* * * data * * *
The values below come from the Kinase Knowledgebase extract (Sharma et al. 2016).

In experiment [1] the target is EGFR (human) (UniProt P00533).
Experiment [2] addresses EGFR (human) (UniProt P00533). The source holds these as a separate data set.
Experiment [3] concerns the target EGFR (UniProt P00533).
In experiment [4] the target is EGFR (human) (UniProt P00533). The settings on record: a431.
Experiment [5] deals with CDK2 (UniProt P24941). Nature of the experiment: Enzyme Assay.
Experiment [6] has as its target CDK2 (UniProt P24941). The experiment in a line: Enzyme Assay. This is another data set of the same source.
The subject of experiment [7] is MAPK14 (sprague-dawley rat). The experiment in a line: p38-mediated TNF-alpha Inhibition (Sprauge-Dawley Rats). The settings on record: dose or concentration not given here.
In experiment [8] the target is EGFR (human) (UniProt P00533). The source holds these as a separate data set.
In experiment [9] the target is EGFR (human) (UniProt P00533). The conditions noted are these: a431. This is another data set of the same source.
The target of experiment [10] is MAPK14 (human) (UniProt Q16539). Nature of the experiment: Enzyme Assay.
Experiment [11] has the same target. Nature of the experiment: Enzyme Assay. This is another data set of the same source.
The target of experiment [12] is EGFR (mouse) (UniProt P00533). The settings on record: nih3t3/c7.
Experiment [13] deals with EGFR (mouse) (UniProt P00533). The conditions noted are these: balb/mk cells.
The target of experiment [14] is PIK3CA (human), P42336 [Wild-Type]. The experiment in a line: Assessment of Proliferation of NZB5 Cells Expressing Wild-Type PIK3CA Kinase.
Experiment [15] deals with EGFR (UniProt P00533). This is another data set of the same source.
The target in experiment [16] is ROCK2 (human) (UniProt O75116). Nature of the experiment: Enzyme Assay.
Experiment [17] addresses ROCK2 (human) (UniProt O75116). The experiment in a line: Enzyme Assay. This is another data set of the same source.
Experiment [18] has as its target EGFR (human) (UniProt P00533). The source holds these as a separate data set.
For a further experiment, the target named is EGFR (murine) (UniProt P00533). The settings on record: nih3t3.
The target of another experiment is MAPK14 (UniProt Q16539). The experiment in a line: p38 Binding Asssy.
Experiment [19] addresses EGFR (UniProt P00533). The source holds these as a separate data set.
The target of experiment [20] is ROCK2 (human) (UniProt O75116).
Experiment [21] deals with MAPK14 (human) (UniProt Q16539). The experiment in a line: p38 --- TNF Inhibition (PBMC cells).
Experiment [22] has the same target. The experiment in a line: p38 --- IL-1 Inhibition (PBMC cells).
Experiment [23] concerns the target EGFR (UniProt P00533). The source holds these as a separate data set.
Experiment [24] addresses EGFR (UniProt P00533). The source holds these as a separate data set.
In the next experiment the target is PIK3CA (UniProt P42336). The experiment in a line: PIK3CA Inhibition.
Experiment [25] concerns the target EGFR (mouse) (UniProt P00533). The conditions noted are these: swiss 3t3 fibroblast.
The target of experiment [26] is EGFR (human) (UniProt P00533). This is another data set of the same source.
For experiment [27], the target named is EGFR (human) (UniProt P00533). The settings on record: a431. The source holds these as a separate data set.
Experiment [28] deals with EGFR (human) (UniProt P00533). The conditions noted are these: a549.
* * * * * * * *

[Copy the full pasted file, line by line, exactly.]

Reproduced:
The values below come from the Kinase Knowledgebase extract (Sharma et al. 2016).

In experiment [1] the target is EGFR (human) (UniProt P00533).
Experiment [2] addresses EGFR (human) (UniProt P00533). The source holds these as a separate data set.
Experiment [3] concerns the target EGFR (UniProt P00533).
In experiment [4] the target is EGFR (human) (UniProt P00533). The settings on record: a431.
Experiment [5] deals with CDK2 (UniProt P24941). Nature of the experiment: Enzyme Assay.
Experiment [6] has as its target CDK2 (UniProt P24941). The experiment in a line: Enzyme Assay. This is another data set of the same source.
The subject of experiment [7] is MAPK14 (sprague-dawley rat). The experiment in a line: p38-mediated TNF-alpha Inhibition (Sprauge-Dawley Rats). The settings on record: dose or concentration not given here.
In experiment [8] the target is EGFR (human) (UniProt P00533). The source holds these as a separate data set.
In experiment [9] the target is EGFR (human) (UniProt P00533). The conditions noted are these: a431. This is another data set of the same source.
The target of experiment [10] is MAPK14 (human) (UniProt Q16539). Nature of the experiment: Enzyme Assay.
Experiment [11] has the same target. Nature of the experiment: Enzyme Assay. This is another data set of the same source.
The target of experiment [12] is EGFR (mouse) (UniProt P00533). The settings on record: nih3t3/c7.
Experiment [13] deals with EGFR (mouse) (UniProt P00533). The conditions noted are these: balb/mk cells.
The target of experiment [14] is PIK3CA (human), P42336 [Wild-Type]. The experiment in a line: Assessment of Proliferation of NZB5 Cells Expressing Wild-Type PIK3CA Kinase.
Experiment [15] deals with EGFR (UniProt P00533). This is another data set of the same source.
The target in experiment [16] is ROCK2 (human) (UniProt O75116). Nature of the experiment: Enzyme Assay.
Experiment [17] addresses ROCK2 (human) (UniProt O75116). The experiment in a line: Enzyme Assay. This is another data set of the same source.
Experiment [18] has as its target EGFR (human) (UniProt P00533). The source holds these as a separate data set.
For a further experiment, the target named is EGFR (murine) (UniProt P00533). The settings on record: nih3t3.
The target of another experiment is MAPK14 (UniProt Q16539). The experiment in a line: p38 Binding Asssy.
Experiment [19] addresses EGFR (UniProt P00533). The source holds these as a separate data set.
The target of experiment [20] is ROCK2 (human) (UniProt O75116).
Experiment [21] deals with MAPK14 (human) (UniProt Q16539). The experiment in a line: p38 --- TNF Inhibition (PBMC cells).
Experiment [22] has the same target. The experiment in a line: p38 --- IL-1 Inhibition (PBMC cells).
Experiment [23] concerns the target EGFR (UniProt P00533). The source holds these as a separate data set.
Experiment [24] addresses EGFR (UniProt P00533). The source holds these as a separate data set.
In the next experiment the target is PIK3CA (UniProt P42336). The experiment in a line: PIK3CA Inhibition.
Experiment [25] concerns the target EGFR (mouse) (UniProt P00533). The conditions noted are these: swiss 3t3 fibroblast.
The target of experiment [26] is EGFR (human) (UniProt P00533). This is another data set of the same source.
For experiment [27], the target named is EGFR (human) (UniProt P00533). The settings on record: a431. The source holds these as a separate data set.
Experiment [28] deals with EGFR (human) (UniProt P00533). The conditions noted are these: a549.